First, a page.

ProQuest Congressional provides online access to congressional, legislative, and regulatory materials for members of the UNT community.
LexisNexis State Capital provides online access to information about state law, legislation, and legislators for members of the UNT community.
For further assistance with legal research, please visit the Government Documents Service Desk on the 3rd Floor of Willis Library, or contact the Government Documents Department by E-mail, postal mail, or telephone.
The Government Documents staff are not attorneys or paralegals and are neither authorized nor qualified to practice law. We can help you identify and locate print and online sources and can assist you in using these sources, but we cannot conduct research for you, give you legal advice, or interpret laws or cases for you.
Information about the U.S. Census, including where to find data published by the Census, is available on our Census Subject Guide.
Information about where to find statistical data published by federal, state, local, international, and foreign government agencies, as well as data available from commercial sources, is available on our Statistical Resources web page.
Detailed information on locating out-of-print government documents is available on the "How to Obtain United States Government Publications" page.
The staff of the UNT Libraries are neither qualified nor permitted to provide appraisals of works of art.
Our Posters and Prints page provides information on Researching and Evaluating Prints and Posters. It includes a list of Price Guides and a list of Professional Appraisers, some of whom may be able to give you a general idea of what your print or poster may be worth.
I have an old stock certificate. How can I find if it has any value, and what happened to the company that issued it?
Here are some Web sites that explain the research necessary to answer your question:
Collectible Stocks and Bonds
For a list of paper and microfiche sources available at UNT, see Researching Old Stock Certificates in the UNT Libraries
If the company is no longer traded on any exchange, you will need to do some research to determine the value of the shares and/or redeeming the shares. We can't do the research for you, but here are some suggestions:
First, be sure you have the following information, all of which should be on the certificate:
The name of the company
The date the shares were issued
The state in which the company was incorporated
The most basic question to resolve is whether the company still exists. It might have changed names, been purchased by another company, etc. The first thing you might do is call or write the transfer agent that is listed on the front of the certificate. A transfer agent handles transfers of stock certificates and should be able to advise you on their value.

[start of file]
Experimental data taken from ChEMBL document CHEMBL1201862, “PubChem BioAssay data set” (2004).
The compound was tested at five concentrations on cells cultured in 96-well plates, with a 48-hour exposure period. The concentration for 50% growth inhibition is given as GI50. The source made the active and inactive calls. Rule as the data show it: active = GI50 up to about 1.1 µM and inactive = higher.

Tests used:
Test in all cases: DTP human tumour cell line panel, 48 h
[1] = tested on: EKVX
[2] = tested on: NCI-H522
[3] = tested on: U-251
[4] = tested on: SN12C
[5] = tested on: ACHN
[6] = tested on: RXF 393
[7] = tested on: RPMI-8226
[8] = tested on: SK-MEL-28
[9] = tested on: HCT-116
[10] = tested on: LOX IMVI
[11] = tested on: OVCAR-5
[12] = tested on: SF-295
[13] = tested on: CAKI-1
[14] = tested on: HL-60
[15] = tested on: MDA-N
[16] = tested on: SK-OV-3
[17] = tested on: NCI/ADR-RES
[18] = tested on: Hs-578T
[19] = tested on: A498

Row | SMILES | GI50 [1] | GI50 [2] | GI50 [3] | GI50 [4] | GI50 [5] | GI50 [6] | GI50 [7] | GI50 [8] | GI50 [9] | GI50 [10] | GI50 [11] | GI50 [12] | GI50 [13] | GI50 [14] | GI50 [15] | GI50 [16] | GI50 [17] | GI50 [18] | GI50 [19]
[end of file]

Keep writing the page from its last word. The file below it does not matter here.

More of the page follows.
If the transfer agent no longer exists or cannot help you, you might try to contact the company directly. The stock certificate should show the state where the company was incorporated. Contact the Secretary of State in that state, and ask for the Business Corporations Section. (There are links to several state agency Web sites in the Goldsheet Obsolete Securities Web site listed above.) They should be able to give you a history of the company (when it began, merged, dissolved, went bankrupt, etc.). From there you can contact the existing company (if there is one) to find out the value.
Even if the certificate turns out to be worthless as stock, old certificates can still have considerable value for collectors. The Web sites listed above give sources where you can look up the collector value of an old stock certificate.
I'm not affiliated with UNT. Do I have access to the government publications and related services in your library?
Yes, in most cases. As a U.S. Federal Depository Library and a Texas State Publications Depository Library, we provide reference assistance to the UNT community, to the citizens of the 26th Congressional District of Texas, and to the general public in Denton, in Texas, and throughout the world.
All government publications are available for use in the library building. A picture I.D. (e.g., a driver license or passport) may be required to photocopy certain reserve materials.
Some electronic materials are restricted to UNT students and faculty. Others may need to be installed on our computers before use. We recommend that you call our Service Desk at 940-565-2870 at least 24 hours in advance to find out if the electronic materials you need are available for use.
For information about checking out government publications, please see Borrowing Government Documents
Many government documents at UNT may be checked out at the
Eagle Commons Library Service Desk by presenting a current I.D. card that is honored by the UNT Libraries. See the Circulation Policies & Procedures of the UNT Libraries for information about loan periods, checkout limits, renewals, fines, and replacement charges for lost or damaged materials.
If you are not a UNT student, you may be eligible to apply for a UNT Libraries Courtesy Card, which may also be used to check out government documents.
Some government documents are "non-circulating", which means they must be used in the library building, and may not be checked out. Exceptions to this rule are made in special cases, such as student class presentations or faculty research. Please call our Service Desk at 940-565-2870 for more information about "non-circulating" check-outs.
Regarding all government documents digital collections: